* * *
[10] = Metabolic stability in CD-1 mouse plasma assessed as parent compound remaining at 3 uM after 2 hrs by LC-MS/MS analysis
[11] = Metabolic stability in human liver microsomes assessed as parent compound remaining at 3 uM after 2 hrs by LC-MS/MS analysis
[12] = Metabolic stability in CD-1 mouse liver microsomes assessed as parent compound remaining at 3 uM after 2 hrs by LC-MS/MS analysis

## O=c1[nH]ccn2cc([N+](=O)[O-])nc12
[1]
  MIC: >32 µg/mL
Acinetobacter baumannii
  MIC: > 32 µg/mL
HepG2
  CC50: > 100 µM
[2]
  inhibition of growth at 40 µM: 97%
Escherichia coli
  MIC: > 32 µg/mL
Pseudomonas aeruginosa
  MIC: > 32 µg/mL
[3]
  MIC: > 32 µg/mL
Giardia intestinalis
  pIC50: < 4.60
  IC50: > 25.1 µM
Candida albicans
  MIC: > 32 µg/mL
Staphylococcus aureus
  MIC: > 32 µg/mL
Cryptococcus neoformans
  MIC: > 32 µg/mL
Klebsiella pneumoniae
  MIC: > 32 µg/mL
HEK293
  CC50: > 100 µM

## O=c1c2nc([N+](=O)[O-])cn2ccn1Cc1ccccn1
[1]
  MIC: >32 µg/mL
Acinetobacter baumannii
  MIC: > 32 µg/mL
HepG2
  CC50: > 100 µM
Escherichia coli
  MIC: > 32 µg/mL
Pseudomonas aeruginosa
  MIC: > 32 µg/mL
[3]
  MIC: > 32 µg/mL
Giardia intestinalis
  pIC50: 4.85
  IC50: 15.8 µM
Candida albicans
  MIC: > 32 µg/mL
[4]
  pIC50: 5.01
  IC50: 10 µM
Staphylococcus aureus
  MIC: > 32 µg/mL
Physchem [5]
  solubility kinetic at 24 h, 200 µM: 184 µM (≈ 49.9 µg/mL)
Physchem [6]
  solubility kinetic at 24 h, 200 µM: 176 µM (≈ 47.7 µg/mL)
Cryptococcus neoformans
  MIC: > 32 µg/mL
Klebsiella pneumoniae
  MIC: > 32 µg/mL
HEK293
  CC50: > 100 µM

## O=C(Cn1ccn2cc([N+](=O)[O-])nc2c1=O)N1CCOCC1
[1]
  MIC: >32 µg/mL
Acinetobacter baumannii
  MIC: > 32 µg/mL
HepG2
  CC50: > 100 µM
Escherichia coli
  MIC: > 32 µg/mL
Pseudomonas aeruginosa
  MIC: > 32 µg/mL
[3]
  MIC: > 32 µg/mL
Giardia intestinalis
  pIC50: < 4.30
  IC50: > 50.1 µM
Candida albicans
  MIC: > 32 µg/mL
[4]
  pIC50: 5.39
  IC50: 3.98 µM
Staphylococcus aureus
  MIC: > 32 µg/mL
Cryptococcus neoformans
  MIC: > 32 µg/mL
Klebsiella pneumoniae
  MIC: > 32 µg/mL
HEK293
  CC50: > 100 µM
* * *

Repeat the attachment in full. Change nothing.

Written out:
[10] = Metabolic stability in CD-1 mouse plasma assessed as parent compound remaining at 3 uM after 2 hrs by LC-MS/MS analysis
[11] = Metabolic stability in human liver microsomes assessed as parent compound remaining at 3 uM after 2 hrs by LC-MS/MS analysis
[12] = Metabolic stability in CD-1 mouse liver microsomes assessed as parent compound remaining at 3 uM after 2 hrs by LC-MS/MS analysis

## O=c1[nH]ccn2cc([N+](=O)[O-])nc12
[1]
  MIC: >32 µg/mL
Acinetobacter baumannii
  MIC: > 32 µg/mL
HepG2
  CC50: > 100 µM
[2]
  inhibition of growth at 40 µM: 97%
Escherichia coli
  MIC: > 32 µg/mL
Pseudomonas aeruginosa
  MIC: > 32 µg/mL
[3]
  MIC: > 32 µg/mL
Giardia intestinalis
  pIC50: < 4.60
  IC50: > 25.1 µM
Candida albicans
  MIC: > 32 µg/mL
Staphylococcus aureus
  MIC: > 32 µg/mL
Cryptococcus neoformans
  MIC: > 32 µg/mL
Klebsiella pneumoniae
  MIC: > 32 µg/mL
HEK293
  CC50: > 100 µM

## O=c1c2nc([N+](=O)[O-])cn2ccn1Cc1ccccn1
[1]
  MIC: >32 µg/mL
Acinetobacter baumannii
  MIC: > 32 µg/mL
HepG2
  CC50: > 100 µM
Escherichia coli
  MIC: > 32 µg/mL
Pseudomonas aeruginosa
  MIC: > 32 µg/mL
[3]
  MIC: > 32 µg/mL
Giardia intestinalis
  pIC50: 4.85
  IC50: 15.8 µM
Candida albicans
  MIC: > 32 µg/mL
[4]
  pIC50: 5.01
  IC50: 10 µM
Staphylococcus aureus
  MIC: > 32 µg/mL
Physchem [5]
  solubility kinetic at 24 h, 200 µM: 184 µM (≈ 49.9 µg/mL)
Physchem [6]
  solubility kinetic at 24 h, 200 µM: 176 µM (≈ 47.7 µg/mL)
Cryptococcus neoformans
  MIC: > 32 µg/mL
Klebsiella pneumoniae
  MIC: > 32 µg/mL
HEK293
  CC50: > 100 µM

## O=C(Cn1ccn2cc([N+](=O)[O-])nc2c1=O)N1CCOCC1
[1]
  MIC: >32 µg/mL
Acinetobacter baumannii
  MIC: > 32 µg/mL
HepG2
  CC50: > 100 µM
Escherichia coli
  MIC: > 32 µg/mL
Pseudomonas aeruginosa
  MIC: > 32 µg/mL
[3]
  MIC: > 32 µg/mL
Giardia intestinalis
  pIC50: < 4.30
  IC50: > 50.1 µM
Candida albicans
  MIC: > 32 µg/mL
[4]
  pIC50: 5.39
  IC50: 3.98 µM
Staphylococcus aureus
  MIC: > 32 µg/mL
Cryptococcus neoformans
  MIC: > 32 µg/mL
Klebsiella pneumoniae
  MIC: > 32 µg/mL
HEK293
  CC50: > 100 µM